The Pennsylvania Supreme Court, in Mooney v. Temple University, 448 Pa. 424, 292 A.2d 395 (1972), analyzed the Temple University — Commonwealth Act, 24 P.S. § 2510-1 — 12, which is substantively very similar to the University of Pittsburgh Act. The Supreme Court held that the Temple Act did not render Temple a state agency as that term is defined in the Inspection and Copying Records Act, 65 P.S. § 66.1 et. seq. Id. at 398-401.
On the other hand, the Third Circuit has treated the University of Pittsburgh as a state actor in several cases. In Krynicky v. University of Pittsburgh, 742 F.2d 94, 103 (3d Cir. 1984), cert. denied, 471 U.S. 1015, 105 S.Ct. 2018, 85 L.Ed.2d 300 (1985), the Third Circuit held that the Act rendered the school a state actor for purposes of 42 U.S.C.A. § 1983. That is, the Act created a symbiotic relationship between the school and the state such that the school acted under color of state law in denying tenure to a professor. Id. at 96, 103; see also, Braden v. Univ. of Pittsburgh, 552 F.2d 948 (3d Cir.1977).
In a single paragraph, the SDM asserts that, as a state-related public institution, its handbook does not form a contract with its students. Appellant's Brief at 40 (citing Tran v. State Sys. of Higher Ed., 986 A.2d 179, 183 (Pa.Commw.2009)). West Chester University, the defendant in Tran, is part of the State System of Higher Education, pursuant to 24 P.S. § 20-2002-A, and therefore is a Commonwealth agency. Id. at 183-84. Since the University of Pittsburgh is a state-related school, Tran is inapposite. Moreover, if the SDM was correct in its reliance on Tran, it arguably should have filed this appeal in the Commonwealth Court.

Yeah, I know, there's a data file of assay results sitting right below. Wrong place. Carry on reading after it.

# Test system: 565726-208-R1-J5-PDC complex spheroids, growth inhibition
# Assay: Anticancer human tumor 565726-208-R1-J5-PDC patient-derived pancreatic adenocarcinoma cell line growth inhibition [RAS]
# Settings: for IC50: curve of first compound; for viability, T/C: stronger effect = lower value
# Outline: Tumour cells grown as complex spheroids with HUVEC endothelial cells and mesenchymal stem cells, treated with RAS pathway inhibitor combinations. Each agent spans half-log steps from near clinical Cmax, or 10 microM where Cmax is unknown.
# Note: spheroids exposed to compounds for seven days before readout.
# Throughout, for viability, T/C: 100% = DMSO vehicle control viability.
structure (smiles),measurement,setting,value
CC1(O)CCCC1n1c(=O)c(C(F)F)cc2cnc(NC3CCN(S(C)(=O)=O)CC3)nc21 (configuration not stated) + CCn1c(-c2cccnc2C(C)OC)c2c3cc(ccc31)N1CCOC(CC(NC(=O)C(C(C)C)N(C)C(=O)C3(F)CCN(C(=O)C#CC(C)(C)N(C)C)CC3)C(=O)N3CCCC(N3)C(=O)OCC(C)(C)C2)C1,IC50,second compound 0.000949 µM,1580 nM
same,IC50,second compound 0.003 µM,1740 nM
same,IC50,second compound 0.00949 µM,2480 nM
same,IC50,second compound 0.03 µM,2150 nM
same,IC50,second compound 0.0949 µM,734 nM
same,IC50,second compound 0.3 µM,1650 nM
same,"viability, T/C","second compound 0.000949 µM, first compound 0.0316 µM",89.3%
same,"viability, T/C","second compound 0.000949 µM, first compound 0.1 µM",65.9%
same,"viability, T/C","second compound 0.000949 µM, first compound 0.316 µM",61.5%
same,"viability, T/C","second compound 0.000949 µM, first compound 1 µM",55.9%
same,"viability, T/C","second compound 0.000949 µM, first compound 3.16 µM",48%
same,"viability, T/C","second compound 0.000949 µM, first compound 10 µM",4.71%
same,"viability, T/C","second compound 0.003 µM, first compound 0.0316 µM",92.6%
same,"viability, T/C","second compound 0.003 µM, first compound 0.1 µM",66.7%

In any event, we are without the benefit of detailed briefing and argument on whether we should treat the University of Pittsburgh as public or private. In this case, as we will demonstrate in the main text, the SDM's status as either public or private would not alter the outcome of this appeal. We therefore express no opinion on whether the University of Pittsburgh, and by extension the SDM, is a public or private school for purposes of our analysis. We observe, however, that the University of Pittsburgh should not expect to use its unique state-related status to avoid any obligation to its students under either due process or contract law.
Swartley, 734 A.2d at 921 (internal citations and quotation marks omitted).
The SDM argues that ethics and honesty are deeply intertwined in the school's academic curriculum. We are sympathetic to the argument that the distinction between academic and disciplinary decision-making is less than clear in this case. The trial court's injunction not only forbade the SDM to dismiss Appellee, it ordered the SDM to graduate him on time unless the court permitted otherwise. Nonetheless, we view the underlying infraction — lying to faculty — as a matter of discipline. The order directing the SDM to graduate Appellee on time, however, plainly interfered with the SDM's academic decision-making authority. Ultimately, we conclude the trial court improperly interfered with the SDM's disciplinary authority. The underlying infraction here is Appellee's dishonesty in a closeddoor meeting with faculty. The injunction was improper regardless of its directive to graduate Appellee on time.